Light a #Candle4Peace on 21 September


From the Editor

For the last few months the news has been unremittingly horrifying. Whether it is the conflicts being played out in Gaza, Syria, Ukraine or Iraq, people the world over are suffering in ways which shouldn’t be possible in a world where we are all so much more connected to each other than ever before.

With girls being kidnapped in Nigeria, with minority groups forced to flee up mountains in Sinjar in Iraq, with continuing persecution of gay communities in Russia, with pregnant women being put on death row for their beliefs in Sudan, and with children and the poor seeming to bear the brunt of man’s inhumanity to man wherever it touches society, there seems to be less peace in the world with each passing day. The candles are flickering low, and the darkness threatens to envelop us all.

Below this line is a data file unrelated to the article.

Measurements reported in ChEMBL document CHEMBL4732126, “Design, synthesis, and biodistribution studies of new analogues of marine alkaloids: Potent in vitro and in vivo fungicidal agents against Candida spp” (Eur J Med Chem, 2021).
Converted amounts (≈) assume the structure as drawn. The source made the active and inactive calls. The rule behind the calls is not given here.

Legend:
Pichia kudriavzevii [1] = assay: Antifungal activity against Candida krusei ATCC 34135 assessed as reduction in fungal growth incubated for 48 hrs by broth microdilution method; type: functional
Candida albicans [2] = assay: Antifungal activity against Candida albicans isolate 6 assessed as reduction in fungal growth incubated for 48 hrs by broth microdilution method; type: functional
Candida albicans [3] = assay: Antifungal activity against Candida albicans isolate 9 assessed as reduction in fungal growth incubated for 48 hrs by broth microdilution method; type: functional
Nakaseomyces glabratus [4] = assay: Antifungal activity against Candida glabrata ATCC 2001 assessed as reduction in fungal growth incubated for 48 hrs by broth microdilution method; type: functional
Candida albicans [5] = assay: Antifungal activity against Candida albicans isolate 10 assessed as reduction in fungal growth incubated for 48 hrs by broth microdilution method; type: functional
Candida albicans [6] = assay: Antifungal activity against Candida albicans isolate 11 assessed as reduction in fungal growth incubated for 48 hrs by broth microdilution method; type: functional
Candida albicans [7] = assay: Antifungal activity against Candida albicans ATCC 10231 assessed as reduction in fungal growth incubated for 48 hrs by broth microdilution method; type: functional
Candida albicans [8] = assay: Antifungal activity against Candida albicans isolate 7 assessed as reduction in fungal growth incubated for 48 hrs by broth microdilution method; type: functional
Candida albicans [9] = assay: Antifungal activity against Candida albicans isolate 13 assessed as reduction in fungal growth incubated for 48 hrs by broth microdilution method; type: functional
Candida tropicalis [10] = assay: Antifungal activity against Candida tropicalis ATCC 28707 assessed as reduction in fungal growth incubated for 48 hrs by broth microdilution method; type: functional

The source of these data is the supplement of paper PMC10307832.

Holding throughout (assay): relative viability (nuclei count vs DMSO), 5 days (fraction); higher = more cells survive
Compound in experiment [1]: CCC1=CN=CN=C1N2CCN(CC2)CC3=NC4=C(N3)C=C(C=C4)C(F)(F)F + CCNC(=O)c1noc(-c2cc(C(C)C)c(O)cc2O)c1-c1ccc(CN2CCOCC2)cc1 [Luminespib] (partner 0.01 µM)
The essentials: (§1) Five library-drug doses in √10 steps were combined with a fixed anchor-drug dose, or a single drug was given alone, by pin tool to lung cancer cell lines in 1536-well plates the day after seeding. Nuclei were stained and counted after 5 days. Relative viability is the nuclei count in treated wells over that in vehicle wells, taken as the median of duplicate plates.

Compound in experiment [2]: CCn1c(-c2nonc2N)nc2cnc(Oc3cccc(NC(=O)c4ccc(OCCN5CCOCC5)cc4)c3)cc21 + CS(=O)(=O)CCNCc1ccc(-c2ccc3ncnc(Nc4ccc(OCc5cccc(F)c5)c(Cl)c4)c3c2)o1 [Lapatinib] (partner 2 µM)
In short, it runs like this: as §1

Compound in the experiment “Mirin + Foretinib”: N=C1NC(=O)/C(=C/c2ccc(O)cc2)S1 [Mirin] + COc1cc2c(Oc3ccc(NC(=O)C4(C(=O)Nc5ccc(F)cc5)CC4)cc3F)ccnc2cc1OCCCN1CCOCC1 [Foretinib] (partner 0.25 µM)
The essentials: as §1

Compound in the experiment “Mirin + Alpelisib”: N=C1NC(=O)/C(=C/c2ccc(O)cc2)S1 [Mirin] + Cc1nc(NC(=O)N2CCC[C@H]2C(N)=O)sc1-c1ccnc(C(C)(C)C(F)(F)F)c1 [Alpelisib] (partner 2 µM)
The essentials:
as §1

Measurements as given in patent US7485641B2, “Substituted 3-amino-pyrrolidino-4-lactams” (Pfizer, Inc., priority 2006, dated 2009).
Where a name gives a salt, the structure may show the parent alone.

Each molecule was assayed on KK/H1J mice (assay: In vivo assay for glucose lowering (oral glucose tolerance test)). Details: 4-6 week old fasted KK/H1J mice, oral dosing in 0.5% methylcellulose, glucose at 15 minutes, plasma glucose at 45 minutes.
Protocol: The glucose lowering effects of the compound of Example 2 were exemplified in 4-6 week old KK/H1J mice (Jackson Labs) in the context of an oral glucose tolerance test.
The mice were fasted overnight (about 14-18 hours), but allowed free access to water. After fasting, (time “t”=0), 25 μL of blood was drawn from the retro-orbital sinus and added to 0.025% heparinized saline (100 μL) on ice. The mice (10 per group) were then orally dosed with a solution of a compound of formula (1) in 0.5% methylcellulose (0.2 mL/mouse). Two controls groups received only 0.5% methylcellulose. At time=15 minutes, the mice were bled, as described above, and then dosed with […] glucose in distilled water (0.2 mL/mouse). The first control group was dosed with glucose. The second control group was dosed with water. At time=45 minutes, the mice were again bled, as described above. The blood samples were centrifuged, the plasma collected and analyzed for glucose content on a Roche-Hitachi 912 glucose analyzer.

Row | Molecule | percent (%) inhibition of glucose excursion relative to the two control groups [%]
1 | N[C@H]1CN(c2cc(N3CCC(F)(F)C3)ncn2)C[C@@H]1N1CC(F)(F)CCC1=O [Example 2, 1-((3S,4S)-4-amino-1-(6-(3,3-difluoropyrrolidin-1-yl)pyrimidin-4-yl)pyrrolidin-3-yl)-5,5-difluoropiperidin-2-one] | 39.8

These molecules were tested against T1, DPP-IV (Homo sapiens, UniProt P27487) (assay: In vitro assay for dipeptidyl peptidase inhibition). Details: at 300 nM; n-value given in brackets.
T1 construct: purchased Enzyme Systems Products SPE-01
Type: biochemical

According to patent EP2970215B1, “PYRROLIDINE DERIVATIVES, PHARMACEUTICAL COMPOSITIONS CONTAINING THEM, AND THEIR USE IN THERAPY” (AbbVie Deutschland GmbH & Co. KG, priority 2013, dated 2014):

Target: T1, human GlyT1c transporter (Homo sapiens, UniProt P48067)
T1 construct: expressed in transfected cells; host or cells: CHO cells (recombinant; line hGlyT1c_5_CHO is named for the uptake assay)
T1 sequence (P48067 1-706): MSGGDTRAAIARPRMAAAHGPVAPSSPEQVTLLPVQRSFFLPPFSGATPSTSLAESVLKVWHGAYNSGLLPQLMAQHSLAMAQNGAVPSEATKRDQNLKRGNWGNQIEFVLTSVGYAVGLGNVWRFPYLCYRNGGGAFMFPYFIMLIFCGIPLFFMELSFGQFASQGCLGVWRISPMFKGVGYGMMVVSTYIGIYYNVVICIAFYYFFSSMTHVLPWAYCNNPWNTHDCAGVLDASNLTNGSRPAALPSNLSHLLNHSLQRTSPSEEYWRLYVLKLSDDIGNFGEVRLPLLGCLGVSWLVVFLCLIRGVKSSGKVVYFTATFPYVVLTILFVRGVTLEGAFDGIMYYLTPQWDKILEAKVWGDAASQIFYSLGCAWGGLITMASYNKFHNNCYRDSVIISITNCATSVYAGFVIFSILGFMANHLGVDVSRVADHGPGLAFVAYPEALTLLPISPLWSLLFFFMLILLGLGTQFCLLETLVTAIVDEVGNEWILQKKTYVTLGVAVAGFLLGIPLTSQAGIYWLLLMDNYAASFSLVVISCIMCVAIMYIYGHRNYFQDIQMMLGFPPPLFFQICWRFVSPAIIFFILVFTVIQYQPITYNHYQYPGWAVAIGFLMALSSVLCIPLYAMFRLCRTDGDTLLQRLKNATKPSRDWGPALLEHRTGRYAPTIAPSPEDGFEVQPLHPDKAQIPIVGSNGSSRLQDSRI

But there is hope because the light has not gone out; there is more that unites us as citizens of the world than divides us into our separate communities, and small actions will help to show those who are suffering that the world is still thinking of them.

With this in mind, Global Minorities Alliance is proud to announce our campaign for Peace Day on 21 September 2014.

Peace Day is a United Nations-recognised day of global ceasefire and non-violence, a day devoted to strengthening the ideals of peace. The United Nations invites all nations and people on this day to honour a cessation of hostilities, and to commemorate the day through education and public awareness related to peace.